Another important detail is determining the vascular needs for the tissue-engineered bone that would be grown around these model structures. Any bone used in facial reconstruction that from a patient's own body or engineered from other biological materials must be supported by a blood supply that is attached to blood vessels in the face during reconstruction to promote healing and keep the bone alive.

After adding more variables to the design process, the researchers plan to conduct feasibility tests of the structures, which will be made out of titanium. Neither this lightweight metal nor other synthetic material is suitable for permanent use in this type of reconstruction because the foreign substance can lead to infection, react poorly with soft tissues and erode, Miller said.

As a plastic surgeon specializing in reconstruction after extensive cancer surgery, Miller has been pursuing ways to grow new bone tissue for more than a decade. He and colleagues ultimately plan to use these new structures as models on which new bone material can be grown using a patient's own body as a bioreactor. The new bone would then be used as the basis for facial reconstruction.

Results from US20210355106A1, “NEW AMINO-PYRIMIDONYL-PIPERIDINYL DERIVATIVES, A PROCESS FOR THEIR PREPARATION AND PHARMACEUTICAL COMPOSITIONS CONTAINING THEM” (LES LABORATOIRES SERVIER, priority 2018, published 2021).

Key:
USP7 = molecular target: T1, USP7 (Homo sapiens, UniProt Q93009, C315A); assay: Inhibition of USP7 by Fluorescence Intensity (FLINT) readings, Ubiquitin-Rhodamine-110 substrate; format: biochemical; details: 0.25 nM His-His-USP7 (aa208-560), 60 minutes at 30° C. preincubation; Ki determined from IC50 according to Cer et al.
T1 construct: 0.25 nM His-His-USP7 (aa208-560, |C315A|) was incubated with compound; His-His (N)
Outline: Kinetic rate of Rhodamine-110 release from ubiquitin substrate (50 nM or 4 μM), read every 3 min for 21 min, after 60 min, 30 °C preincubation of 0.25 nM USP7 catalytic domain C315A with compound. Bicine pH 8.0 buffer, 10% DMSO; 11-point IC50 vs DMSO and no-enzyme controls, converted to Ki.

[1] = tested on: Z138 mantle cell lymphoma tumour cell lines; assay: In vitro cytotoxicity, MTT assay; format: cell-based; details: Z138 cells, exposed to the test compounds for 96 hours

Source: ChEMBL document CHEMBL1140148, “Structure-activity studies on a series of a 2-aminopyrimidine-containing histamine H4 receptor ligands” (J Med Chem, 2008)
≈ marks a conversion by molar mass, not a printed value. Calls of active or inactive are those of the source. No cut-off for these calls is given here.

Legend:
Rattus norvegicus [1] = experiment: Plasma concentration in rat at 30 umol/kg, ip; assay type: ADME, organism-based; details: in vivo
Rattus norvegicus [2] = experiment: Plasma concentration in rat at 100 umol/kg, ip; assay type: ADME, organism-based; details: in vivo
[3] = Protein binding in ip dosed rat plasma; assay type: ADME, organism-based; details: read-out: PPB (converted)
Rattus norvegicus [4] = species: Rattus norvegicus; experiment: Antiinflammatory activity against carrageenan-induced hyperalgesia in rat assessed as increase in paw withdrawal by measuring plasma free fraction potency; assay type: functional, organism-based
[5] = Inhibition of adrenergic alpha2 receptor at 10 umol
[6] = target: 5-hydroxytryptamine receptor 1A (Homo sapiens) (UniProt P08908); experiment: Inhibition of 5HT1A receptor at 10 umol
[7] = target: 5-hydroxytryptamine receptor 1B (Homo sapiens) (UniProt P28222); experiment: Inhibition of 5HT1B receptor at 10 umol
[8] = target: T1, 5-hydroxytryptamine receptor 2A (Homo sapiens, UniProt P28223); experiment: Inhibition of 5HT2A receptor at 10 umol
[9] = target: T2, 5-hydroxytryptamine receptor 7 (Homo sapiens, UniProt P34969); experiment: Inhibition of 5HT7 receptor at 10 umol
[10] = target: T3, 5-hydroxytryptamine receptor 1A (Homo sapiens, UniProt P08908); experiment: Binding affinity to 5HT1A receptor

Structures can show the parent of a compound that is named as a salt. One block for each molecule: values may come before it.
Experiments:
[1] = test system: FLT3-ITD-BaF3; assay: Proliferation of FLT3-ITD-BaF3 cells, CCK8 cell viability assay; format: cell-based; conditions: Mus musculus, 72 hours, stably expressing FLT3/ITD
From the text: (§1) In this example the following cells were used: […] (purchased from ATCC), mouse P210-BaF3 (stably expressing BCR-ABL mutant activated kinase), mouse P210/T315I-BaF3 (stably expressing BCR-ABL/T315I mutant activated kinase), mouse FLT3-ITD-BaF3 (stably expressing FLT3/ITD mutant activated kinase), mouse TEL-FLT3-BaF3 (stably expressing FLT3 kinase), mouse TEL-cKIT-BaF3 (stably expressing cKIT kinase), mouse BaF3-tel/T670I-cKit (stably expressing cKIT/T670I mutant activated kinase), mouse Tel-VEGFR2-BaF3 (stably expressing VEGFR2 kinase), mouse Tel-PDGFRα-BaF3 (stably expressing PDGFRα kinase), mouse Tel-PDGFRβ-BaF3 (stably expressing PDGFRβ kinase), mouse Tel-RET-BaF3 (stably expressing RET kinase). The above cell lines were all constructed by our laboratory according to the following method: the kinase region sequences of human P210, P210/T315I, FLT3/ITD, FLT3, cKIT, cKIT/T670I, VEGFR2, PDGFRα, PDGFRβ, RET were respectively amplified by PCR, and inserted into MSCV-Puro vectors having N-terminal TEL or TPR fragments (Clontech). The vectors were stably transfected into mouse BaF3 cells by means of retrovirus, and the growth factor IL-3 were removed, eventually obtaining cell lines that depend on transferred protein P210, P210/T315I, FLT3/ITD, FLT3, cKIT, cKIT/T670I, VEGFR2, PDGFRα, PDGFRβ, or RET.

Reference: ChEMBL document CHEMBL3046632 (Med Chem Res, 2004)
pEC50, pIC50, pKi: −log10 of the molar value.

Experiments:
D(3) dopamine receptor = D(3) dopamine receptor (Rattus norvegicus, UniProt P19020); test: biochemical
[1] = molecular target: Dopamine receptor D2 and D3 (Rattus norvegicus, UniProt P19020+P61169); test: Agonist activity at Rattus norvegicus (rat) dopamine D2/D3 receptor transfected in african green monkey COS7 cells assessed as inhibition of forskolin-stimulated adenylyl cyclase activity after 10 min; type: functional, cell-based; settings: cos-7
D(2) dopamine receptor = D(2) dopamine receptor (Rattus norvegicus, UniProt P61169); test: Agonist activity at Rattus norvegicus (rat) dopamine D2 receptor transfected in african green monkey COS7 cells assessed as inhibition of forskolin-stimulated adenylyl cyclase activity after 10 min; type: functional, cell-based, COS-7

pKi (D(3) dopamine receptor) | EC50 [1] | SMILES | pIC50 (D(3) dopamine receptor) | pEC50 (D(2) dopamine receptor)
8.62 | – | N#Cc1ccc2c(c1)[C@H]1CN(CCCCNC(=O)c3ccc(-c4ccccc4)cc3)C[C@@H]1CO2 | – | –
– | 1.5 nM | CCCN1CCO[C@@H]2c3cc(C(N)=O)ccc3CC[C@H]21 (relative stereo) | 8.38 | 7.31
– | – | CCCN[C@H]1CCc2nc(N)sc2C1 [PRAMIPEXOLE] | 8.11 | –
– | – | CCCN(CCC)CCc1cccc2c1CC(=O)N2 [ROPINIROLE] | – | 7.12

Contact: Alok Sutradhar
Ohio State University

Related biology technology :

1. Cellectis to Present at the FASEB Summer Research Conference on Genome Engineering
2. Glycosan BioSystems Seeks CE Mark in the European Union for HyStem-Rx, a Unique, Implantable Scaffold for Tissue Engineering
3. Gary and Mary West Foundation Grants $20 Million to Advance Engineering Efforts Within the West Wireless Heath Institute
4. American Oriental Bioengineering Reports First Quarter 2010 Financial Results
5. 3 Tufts engineering faculty earn prestigious national awards for promising research
6. American Oriental Bioengineering Reports Fourth Quarter and Full Year 2009 Financial Results
7. American Oriental Bioengineering Announces the Inclusion of 158 Drugs in Chinas National Insurance Catalog
8. Thermofab Helps Brookfield Engineering Move To A Compact Custom Plastic Enclosure
9. Process Analytical Technology (PAT) in Green Chemistry and Green Engineering
10. Myriant Technologies LLC, Uhde Corporation of America and Uhde GmbH Announce Alliance for Engineering, Procurement & Construction of World Scale Renewable Succinic Acid Plants